A membership of Mohun Bagan or East Bengal was a badge of honour. Watching every match of your club - braving rains, wooden stands and horse-mounted police were some of the symbols of ultimate devotion. Needless to add, footballers were absolute heroes (and of course if the team loses biggest villains!). Another huge annual excitement was the actual signing of players – they would be kidnapped and kept in safe houses and each and every movement would be followed keenly by news-hungry millions in daily papers till the dust settles on that year’s transfer drama.
Throughout the golden period of Indian football history and even in the 1970s, Mohun Bagan as well we its rivals depended on Indian players and not merely on Bengali players. But the situation started changing from the 1980s – first came a bunch of Iranian players – Majid Basker and Jamshed Nasiri in particular enthralled the Calcutta crowd. And then came the biggest star of Calcutta club football – a Nigerian student, who discovered his football genius in Calcutta – Chima Okorie. For the first time in its history Mohun Bagan changed its rule to sign him as the first foreign footballer. Chima was followed by a number of Nigerians but only two of them became real heroes – Emeka Ezeugo and Chibuzor. Emeka briefly appeared as a substitute player in the 1994 World Cup for Nigeria – providing great excitement for football-crazy Calcuttans.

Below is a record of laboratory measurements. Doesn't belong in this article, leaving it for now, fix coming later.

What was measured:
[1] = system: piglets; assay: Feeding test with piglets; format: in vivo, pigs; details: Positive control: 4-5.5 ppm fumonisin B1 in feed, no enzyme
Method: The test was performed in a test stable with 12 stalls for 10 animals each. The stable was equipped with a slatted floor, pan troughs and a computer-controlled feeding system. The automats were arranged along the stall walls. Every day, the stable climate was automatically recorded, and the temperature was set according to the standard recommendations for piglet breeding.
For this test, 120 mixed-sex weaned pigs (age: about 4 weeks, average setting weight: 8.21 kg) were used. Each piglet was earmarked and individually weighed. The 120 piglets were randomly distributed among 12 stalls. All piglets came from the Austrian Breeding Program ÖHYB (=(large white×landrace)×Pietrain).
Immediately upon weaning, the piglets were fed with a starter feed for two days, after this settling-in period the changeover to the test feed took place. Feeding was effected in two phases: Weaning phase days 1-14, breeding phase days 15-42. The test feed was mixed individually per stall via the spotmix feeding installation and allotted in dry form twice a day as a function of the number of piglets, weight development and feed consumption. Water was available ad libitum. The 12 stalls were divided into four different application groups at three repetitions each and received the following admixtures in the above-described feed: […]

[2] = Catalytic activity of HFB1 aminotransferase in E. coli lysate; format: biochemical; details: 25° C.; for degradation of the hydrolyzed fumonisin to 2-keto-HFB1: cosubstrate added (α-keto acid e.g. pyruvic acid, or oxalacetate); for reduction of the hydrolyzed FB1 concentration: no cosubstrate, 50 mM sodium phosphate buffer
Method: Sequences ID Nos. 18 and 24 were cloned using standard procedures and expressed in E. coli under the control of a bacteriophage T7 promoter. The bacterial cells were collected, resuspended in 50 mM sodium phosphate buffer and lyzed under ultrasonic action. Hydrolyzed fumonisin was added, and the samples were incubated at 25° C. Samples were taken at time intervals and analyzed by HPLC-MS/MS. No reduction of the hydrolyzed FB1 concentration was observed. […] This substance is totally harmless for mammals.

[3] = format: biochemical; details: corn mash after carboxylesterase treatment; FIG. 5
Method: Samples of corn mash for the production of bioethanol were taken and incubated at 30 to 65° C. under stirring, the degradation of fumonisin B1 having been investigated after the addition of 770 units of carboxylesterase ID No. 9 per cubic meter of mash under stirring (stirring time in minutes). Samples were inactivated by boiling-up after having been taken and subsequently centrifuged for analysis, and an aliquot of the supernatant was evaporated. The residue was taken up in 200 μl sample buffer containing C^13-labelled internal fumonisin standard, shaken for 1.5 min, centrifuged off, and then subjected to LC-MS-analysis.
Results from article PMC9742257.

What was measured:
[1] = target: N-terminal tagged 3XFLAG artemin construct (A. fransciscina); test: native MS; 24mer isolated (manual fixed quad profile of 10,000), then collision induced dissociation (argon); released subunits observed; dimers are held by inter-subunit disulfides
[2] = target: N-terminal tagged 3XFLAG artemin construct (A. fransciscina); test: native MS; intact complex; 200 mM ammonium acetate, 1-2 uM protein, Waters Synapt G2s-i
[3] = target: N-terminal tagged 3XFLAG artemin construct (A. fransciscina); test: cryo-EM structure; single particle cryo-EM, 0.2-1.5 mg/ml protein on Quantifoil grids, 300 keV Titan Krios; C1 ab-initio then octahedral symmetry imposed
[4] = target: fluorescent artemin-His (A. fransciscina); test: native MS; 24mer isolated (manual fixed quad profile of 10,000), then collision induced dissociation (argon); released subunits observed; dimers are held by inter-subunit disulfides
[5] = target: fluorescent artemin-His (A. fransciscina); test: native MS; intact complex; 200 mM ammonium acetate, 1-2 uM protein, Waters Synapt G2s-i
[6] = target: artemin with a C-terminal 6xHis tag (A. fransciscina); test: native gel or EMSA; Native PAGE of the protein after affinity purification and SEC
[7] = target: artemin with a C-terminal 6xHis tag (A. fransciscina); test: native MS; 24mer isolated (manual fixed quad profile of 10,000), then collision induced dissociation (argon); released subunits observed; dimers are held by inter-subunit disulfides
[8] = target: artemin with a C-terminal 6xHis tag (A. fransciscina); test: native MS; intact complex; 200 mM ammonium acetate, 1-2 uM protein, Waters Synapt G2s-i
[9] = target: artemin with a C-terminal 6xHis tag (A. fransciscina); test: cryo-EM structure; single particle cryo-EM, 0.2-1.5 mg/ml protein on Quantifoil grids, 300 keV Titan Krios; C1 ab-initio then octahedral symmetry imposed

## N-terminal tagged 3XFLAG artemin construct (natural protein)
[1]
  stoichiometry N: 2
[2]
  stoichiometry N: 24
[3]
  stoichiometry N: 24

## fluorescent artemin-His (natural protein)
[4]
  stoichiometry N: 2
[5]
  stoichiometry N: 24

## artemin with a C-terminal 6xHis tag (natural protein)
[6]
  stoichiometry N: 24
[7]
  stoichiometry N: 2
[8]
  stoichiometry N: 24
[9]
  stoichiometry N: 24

Pele with his Cosmos team playing against Mohun Bagan at Eden Gardens, Calcutta 1977